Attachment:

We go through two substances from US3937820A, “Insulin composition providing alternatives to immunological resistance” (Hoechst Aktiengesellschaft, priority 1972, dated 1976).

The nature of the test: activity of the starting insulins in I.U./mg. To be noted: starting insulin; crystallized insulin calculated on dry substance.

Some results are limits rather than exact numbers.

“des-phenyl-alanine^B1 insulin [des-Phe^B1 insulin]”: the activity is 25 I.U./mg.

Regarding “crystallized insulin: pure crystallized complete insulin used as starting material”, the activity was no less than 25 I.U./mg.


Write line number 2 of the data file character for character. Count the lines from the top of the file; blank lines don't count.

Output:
The nature of the test: activity of the starting insulins in I.U./mg. To be noted: starting insulin; crystallized insulin calculated on dry substance.